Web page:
Not the Only One: Lesbian and Gay Fiction for Teens is a collection of short stories edited by Jane Summer. The stories generally do not deal directly with “coming out,” but the reader still sees the consequences of coming out (or not, as the case may be). Perhaps “coming out” is too complicated a theme to discuss within the confines of a short story. Below is the discussion of two individual stories.
“Fooling Around” by Claire McNab
“Brett – how could you?”
“Mum, we were only fooling around.”
“Fooling around? Fooling around!”
“Give me a break –” (p. 53)
Brett has been caught kissing his friend Steve, but he isn’t ready to admit to his parents that he’s gay. Brett tells his mother that it was no big deal, that they were drinking and it didn’t mean anything. Besides, Brett has a girlfriend. Brett’s mother is very upset, and concerned about what everyone will think when they find out that her son was fooling around with a boy. Martin, Brett’s father, arrives home mid-argument. His reaction is surprising: he doesn’t seem even remotely affected by the news, and he advises Brett to make a joke of it. Martin later reveals the truth: he himself is gay, but decided that it was better to get married and have a family than to live as a gay man. Brett admits to Martin that he wasn’t just fooling around, and the reader is left wondering whether or not Brett will make the same decision as his father.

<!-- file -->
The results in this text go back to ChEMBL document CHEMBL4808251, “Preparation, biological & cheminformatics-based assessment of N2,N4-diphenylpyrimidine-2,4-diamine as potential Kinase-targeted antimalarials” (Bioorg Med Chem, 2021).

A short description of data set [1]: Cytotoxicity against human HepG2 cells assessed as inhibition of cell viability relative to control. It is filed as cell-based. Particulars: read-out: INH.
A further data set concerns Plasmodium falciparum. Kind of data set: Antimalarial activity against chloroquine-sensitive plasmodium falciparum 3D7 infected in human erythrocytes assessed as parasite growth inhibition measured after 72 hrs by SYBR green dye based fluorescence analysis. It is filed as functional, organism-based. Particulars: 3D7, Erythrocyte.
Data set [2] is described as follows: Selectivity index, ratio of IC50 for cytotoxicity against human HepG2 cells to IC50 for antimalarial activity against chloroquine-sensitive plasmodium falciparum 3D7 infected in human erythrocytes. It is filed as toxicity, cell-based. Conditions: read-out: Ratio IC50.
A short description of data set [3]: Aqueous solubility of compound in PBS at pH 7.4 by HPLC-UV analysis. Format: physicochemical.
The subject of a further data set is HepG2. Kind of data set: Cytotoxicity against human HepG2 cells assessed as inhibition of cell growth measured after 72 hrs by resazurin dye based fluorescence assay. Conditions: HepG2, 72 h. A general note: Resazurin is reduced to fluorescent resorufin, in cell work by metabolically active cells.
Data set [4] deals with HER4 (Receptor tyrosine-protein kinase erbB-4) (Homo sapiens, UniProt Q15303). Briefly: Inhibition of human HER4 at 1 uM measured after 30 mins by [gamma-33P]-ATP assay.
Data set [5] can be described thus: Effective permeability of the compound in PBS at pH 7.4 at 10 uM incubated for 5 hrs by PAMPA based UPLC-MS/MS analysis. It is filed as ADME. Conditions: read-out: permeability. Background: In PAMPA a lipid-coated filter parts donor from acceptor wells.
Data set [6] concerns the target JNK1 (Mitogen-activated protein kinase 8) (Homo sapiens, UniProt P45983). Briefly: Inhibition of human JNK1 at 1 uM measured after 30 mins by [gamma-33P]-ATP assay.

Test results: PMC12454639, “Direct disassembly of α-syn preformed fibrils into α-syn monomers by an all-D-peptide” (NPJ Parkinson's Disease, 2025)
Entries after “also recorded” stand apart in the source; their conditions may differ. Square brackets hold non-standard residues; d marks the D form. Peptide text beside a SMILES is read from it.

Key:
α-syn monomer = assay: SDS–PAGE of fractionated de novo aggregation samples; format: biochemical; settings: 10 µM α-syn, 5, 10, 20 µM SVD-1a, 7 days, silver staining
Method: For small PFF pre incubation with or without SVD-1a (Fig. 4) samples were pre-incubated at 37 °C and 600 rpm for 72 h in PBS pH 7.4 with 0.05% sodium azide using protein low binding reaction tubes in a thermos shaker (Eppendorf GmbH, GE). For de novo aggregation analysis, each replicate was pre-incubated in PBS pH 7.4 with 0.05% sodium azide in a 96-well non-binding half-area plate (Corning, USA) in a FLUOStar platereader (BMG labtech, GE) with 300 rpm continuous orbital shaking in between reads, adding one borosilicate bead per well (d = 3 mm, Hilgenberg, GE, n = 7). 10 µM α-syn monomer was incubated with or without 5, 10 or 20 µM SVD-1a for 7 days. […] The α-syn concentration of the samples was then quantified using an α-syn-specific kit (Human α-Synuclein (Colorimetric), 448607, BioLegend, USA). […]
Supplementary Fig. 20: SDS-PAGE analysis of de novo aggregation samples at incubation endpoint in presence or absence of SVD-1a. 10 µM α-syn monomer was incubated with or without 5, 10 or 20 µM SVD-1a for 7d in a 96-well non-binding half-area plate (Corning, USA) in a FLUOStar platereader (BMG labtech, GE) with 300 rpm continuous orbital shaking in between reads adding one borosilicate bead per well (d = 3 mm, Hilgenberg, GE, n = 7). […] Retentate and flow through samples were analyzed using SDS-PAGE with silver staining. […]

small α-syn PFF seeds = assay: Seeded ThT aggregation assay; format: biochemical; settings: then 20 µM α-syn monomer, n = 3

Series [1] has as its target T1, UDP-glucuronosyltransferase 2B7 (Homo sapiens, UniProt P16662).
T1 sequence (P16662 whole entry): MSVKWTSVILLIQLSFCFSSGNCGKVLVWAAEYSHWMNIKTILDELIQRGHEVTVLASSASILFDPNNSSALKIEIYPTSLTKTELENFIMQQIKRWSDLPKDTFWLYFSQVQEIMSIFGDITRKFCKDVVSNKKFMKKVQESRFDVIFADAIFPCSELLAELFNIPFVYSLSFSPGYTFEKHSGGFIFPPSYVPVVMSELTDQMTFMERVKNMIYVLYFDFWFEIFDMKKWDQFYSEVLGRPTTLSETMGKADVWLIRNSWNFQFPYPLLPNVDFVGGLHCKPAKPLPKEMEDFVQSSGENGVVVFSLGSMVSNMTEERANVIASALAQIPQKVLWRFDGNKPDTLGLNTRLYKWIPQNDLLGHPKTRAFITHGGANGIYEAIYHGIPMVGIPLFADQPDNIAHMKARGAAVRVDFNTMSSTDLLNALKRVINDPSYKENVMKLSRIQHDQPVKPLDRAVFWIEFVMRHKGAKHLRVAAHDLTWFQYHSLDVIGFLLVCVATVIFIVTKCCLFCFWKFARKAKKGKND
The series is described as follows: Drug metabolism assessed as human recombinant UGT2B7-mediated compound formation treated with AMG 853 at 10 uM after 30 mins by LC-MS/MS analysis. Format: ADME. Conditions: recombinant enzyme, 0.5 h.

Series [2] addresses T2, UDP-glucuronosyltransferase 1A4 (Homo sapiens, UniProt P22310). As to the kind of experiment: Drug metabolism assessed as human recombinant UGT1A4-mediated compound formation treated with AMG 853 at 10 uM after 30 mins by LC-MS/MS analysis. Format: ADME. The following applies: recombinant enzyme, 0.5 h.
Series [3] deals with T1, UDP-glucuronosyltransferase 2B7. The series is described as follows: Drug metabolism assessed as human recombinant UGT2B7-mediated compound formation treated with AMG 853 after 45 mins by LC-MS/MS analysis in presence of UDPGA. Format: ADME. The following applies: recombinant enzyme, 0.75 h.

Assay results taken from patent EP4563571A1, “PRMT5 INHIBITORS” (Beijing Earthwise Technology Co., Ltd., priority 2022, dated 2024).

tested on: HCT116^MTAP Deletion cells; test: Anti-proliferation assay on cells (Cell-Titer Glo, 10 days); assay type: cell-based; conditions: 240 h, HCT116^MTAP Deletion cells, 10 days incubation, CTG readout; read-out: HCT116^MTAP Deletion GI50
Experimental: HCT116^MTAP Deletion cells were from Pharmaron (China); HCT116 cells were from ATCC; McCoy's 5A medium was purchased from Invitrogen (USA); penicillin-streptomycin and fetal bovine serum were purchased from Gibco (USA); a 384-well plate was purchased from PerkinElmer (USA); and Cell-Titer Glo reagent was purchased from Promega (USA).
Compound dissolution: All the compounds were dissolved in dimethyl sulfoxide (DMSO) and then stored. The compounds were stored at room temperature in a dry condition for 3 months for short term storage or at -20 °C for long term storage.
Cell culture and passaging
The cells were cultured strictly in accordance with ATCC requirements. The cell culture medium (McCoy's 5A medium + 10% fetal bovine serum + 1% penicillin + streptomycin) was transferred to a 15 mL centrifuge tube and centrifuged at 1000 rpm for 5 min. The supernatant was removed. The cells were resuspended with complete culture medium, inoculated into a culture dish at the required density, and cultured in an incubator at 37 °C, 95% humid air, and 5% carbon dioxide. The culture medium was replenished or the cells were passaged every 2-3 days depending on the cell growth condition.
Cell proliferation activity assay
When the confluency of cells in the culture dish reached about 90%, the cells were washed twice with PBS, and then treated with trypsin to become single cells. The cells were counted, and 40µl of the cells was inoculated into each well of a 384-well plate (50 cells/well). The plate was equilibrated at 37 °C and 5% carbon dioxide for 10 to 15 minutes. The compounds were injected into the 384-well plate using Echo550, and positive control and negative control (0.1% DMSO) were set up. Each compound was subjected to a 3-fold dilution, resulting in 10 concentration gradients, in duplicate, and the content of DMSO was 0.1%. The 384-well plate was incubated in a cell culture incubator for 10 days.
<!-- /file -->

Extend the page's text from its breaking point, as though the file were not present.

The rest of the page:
“Her Sister’s Wedding” by Judith P. Stelboum
Veronica has never told her family about her long-time girlfriend Leslie. Her family has no inkling that she is a lesbian: they have always assumed that she would meet a nice man and get married. Veronica is at her sister’s wedding, and is feeling the pressure to get married more than ever. She gets set up with her new brother-in-law’s cousin, Buddy. Buddy seems genuinely interested in her, and is obviously looking for a wife. Veronica is not interested, but enjoys having her family’s approval. Will she give in to the pressure and marry a man, or will Veronica be true to herself and tell her family that she is in love with a woman? The story ends thus (p. 98):
She followed him outside, and he lifted his arm to wave goodbye. And in that moment she realized she had to stop the panic attacks, the lying, the pretense. If she didn’t do it now, there would be a million excuses not to do it later. She turned back to the party and looked first for her brother, Terry.
Summer, J. (2004). Not the Only One: Lesbian and Gay Fiction for Teens. Los Angeles: Alyson Books.